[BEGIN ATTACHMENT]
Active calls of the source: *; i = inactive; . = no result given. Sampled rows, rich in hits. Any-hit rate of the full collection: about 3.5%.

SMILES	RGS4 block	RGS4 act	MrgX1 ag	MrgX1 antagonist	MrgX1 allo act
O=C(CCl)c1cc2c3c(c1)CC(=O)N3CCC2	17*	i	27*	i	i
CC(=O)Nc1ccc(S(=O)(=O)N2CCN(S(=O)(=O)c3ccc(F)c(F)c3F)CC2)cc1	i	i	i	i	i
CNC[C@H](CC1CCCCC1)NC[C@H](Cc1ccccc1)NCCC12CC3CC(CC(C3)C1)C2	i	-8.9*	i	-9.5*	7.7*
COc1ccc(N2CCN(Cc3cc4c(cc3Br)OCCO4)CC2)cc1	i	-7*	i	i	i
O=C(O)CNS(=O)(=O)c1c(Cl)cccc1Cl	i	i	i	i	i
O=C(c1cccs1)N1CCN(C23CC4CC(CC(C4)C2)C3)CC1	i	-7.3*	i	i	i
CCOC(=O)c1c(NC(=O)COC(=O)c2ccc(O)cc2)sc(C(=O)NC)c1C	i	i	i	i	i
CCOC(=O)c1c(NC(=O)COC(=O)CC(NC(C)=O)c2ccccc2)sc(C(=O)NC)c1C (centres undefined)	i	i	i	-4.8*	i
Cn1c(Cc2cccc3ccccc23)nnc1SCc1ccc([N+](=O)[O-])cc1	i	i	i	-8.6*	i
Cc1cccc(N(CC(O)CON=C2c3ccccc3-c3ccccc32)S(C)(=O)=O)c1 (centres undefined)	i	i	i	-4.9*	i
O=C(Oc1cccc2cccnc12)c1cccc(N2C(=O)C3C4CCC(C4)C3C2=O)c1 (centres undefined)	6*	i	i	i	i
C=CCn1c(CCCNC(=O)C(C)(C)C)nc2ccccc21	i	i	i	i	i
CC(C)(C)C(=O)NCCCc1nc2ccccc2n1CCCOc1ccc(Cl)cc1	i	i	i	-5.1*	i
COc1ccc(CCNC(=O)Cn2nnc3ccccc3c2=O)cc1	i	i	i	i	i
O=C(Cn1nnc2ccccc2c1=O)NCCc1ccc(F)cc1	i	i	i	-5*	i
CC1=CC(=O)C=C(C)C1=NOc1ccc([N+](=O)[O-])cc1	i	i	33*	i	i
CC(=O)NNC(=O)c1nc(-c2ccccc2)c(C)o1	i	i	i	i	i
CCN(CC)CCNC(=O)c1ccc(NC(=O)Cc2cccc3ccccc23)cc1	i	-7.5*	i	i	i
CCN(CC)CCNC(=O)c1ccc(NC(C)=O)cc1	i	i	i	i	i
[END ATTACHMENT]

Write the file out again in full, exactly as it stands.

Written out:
Active calls of the source: *; i = inactive; . = no result given. Sampled rows, rich in hits. Any-hit rate of the full collection: about 3.5%.

SMILES	RGS4 block	RGS4 act	MrgX1 ag	MrgX1 antagonist	MrgX1 allo act
O=C(CCl)c1cc2c3c(c1)CC(=O)N3CCC2	17*	i	27*	i	i
CC(=O)Nc1ccc(S(=O)(=O)N2CCN(S(=O)(=O)c3ccc(F)c(F)c3F)CC2)cc1	i	i	i	i	i
CNC[C@H](CC1CCCCC1)NC[C@H](Cc1ccccc1)NCCC12CC3CC(CC(C3)C1)C2	i	-8.9*	i	-9.5*	7.7*
COc1ccc(N2CCN(Cc3cc4c(cc3Br)OCCO4)CC2)cc1	i	-7*	i	i	i
O=C(O)CNS(=O)(=O)c1c(Cl)cccc1Cl	i	i	i	i	i
O=C(c1cccs1)N1CCN(C23CC4CC(CC(C4)C2)C3)CC1	i	-7.3*	i	i	i
CCOC(=O)c1c(NC(=O)COC(=O)c2ccc(O)cc2)sc(C(=O)NC)c1C	i	i	i	i	i
CCOC(=O)c1c(NC(=O)COC(=O)CC(NC(C)=O)c2ccccc2)sc(C(=O)NC)c1C (centres undefined)	i	i	i	-4.8*	i
Cn1c(Cc2cccc3ccccc23)nnc1SCc1ccc([N+](=O)[O-])cc1	i	i	i	-8.6*	i
Cc1cccc(N(CC(O)CON=C2c3ccccc3-c3ccccc32)S(C)(=O)=O)c1 (centres undefined)	i	i	i	-4.9*	i
O=C(Oc1cccc2cccnc12)c1cccc(N2C(=O)C3C4CCC(C4)C3C2=O)c1 (centres undefined)	6*	i	i	i	i
C=CCn1c(CCCNC(=O)C(C)(C)C)nc2ccccc21	i	i	i	i	i
CC(C)(C)C(=O)NCCCc1nc2ccccc2n1CCCOc1ccc(Cl)cc1	i	i	i	-5.1*	i
COc1ccc(CCNC(=O)Cn2nnc3ccccc3c2=O)cc1	i	i	i	i	i
O=C(Cn1nnc2ccccc2c1=O)NCCc1ccc(F)cc1	i	i	i	-5*	i
CC1=CC(=O)C=C(C)C1=NOc1ccc([N+](=O)[O-])cc1	i	i	33*	i	i
CC(=O)NNC(=O)c1nc(-c2ccccc2)c(C)o1	i	i	i	i	i
CCN(CC)CCNC(=O)c1ccc(NC(=O)Cc2cccc3ccccc23)cc1	i	-7.5*	i	i	i
CCN(CC)CCNC(=O)c1ccc(NC(C)=O)cc1	i	i	i	i	i